4. Many runners have trouble finding the time to Resistance Train. Resistance training is essential to distance runners because it provides the opportunity to improve performance, address any dysfunctional areas, and reduce injury. I don’t even necessarily think you need to go to the gym 3-4 days/week, but based on your movement screen what are some exercises you can do at home that will make you better. It is amazing at how many people have lost the natural movement patterns that we were born with. In a society that is becoming less active every year and sitting long hours at a desk, resistance training can help combat those negative effects. For those that spend the majority of their exercise each week running, complete a movement screen, and develop a corrective program that will take only 10-15 minutes per day. Remember, “A chain is no stronger than it’s weakest link, and life is after all a chain.” – William James.
5. Just as important as a warm-up, Cooling Down/Stretching is a simple and easy way to recover post-run, prevent muscle soreness, and offset the limitations in flexibility we get from exercising and then sitting down as we cool off. Try adding just a 3-5 minute cool down after your runs. This could be as simple as slowing down to a light jog or walking to allow your heart rate to decrease. Once you finish a brief cool down, run through both lower and upper body stretches to restore the muscles back to their resting length. A lot of research shows that we don’t necessarily gain range of motion while stretching the muscles when they are warm due to their elastic properties, but if we reset back to our “normal” tension we can prevent future tightness from developing. Not only will this prevent tightness but it will allow you to recover quicker and feel better the next day.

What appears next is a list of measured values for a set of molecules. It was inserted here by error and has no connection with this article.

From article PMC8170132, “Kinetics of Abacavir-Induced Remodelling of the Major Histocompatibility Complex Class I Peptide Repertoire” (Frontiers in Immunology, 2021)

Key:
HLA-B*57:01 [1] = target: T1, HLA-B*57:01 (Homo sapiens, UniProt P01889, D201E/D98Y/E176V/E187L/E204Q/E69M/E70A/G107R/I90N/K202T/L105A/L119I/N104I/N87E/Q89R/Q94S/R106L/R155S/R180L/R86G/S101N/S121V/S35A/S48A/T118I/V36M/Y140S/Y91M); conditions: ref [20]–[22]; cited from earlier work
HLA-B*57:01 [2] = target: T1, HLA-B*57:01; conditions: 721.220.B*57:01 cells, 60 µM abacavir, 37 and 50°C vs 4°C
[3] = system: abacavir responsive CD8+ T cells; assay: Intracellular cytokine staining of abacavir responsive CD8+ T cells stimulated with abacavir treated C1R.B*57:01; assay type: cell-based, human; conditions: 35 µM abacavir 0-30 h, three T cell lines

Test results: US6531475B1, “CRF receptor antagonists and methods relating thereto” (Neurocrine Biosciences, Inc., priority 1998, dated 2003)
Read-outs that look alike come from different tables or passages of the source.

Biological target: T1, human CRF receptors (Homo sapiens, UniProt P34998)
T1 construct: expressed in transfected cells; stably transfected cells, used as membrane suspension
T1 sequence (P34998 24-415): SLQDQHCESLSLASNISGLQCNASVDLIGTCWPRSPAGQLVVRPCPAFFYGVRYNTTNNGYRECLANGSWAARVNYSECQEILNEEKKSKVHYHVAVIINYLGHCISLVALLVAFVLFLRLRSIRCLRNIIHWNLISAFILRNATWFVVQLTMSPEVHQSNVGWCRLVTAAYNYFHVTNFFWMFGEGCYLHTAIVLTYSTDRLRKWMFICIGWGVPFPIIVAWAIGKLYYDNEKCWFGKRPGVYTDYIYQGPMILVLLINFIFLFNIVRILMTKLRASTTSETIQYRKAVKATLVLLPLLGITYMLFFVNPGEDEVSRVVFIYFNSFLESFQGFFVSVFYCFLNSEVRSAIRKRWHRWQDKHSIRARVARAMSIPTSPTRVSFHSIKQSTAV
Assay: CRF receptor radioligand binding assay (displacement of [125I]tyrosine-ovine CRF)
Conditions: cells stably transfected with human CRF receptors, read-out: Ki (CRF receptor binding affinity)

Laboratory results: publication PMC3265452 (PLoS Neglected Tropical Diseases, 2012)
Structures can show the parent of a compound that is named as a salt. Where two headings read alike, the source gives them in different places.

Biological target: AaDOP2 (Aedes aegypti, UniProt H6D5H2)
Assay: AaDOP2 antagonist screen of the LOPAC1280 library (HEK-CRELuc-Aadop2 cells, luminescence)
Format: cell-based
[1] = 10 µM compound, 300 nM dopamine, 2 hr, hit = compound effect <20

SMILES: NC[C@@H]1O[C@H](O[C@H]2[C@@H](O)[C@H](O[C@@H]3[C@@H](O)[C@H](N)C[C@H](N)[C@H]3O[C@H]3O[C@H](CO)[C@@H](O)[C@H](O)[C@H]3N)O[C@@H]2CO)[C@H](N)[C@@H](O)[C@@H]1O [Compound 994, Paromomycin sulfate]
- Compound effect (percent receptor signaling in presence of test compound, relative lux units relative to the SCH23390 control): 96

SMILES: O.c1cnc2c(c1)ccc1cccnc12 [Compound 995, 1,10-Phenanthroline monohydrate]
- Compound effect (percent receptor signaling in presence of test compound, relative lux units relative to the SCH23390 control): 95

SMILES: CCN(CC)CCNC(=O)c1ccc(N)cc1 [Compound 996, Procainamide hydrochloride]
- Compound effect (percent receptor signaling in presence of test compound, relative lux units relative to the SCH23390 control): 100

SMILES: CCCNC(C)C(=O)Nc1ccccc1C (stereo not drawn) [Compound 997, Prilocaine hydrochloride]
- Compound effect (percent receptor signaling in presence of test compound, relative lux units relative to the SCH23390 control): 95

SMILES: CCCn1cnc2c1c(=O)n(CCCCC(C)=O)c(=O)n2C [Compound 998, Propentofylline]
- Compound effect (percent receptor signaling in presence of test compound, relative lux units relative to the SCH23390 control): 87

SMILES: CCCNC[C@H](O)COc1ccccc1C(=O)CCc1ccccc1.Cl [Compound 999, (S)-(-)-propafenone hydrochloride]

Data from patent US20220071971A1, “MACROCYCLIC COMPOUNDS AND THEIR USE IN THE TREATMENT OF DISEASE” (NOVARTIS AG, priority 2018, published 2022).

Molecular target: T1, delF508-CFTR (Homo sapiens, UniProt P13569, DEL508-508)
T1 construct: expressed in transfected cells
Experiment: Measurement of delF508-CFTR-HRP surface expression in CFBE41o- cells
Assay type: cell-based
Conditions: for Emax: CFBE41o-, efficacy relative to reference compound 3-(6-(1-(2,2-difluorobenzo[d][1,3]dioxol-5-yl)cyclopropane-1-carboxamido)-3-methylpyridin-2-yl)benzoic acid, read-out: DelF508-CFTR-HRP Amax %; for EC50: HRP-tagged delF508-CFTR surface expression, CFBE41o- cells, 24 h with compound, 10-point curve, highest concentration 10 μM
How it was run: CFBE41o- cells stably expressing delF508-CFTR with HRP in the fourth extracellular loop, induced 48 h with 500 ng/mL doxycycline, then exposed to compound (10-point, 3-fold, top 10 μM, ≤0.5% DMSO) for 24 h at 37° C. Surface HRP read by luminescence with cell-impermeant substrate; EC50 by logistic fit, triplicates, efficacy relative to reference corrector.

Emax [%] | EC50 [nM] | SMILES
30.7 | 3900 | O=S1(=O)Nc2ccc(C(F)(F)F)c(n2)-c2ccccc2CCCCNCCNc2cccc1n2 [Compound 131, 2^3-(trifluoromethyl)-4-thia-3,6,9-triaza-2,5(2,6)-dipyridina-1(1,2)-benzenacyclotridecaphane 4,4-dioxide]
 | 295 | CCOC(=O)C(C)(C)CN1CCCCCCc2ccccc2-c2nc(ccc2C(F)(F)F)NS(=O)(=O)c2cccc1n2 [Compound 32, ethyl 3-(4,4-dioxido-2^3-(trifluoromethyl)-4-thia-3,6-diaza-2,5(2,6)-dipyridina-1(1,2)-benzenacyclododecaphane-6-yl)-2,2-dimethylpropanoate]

6. Let’s be honest, Nutrition is the key to it all. We can exercise all day but still not become truly healthy on a cellular level unless we improve our nutrition in some way. Eating right really isn’t that difficult. Strive to eat every 3-4 hours to increase metabolism, regulate blood sugar levels, and prevent excessive hunger which leads to overeating. Once you get that principle down it’s all about quality of food. This means reading labels, staying away from processed foods, and trying to eat as natural as possible. Yes, obviously this can be a more expensive way, but the results you can see from eating well go beyond just your running performance and impact your whole life. I recommend all my distance runner clients to wear a heart rate monitor. This will give a more exact representation of how many calories they are burning during their runs and throughout the day. Then emphasis can be placed on adequately refueling the body and getting enough proteins to prevent tissue degradation.
Take the time to evaluate your current situation. Are any of the above areas missing in your exercise routine? If you are unsure, find a qualified fitness/health professional to evaluate your program and make the necessary changes to maximize results. Stay tuned until next time for ‘Exercises That All Runners Should Be Doing.’ Safe and healthy running to you all!
Garrett McLaughlin is a licensed athletic trainer, personal trainer, and certified active release techniques provider. He creates fitness and injury rehabilitation programs for athletes and the general population. Aside from achieving the client’s specific goal, Garrett is passionate about making each client move better in the process. With years working in collegiate and high school athletics, Garrett has trained cross-country/track athletes to some of their best times. Contact Garrett for more information on personal training, injury rehabilitation, or active release techniques. You can also check out his wellness page on Facebook for more frequent postings.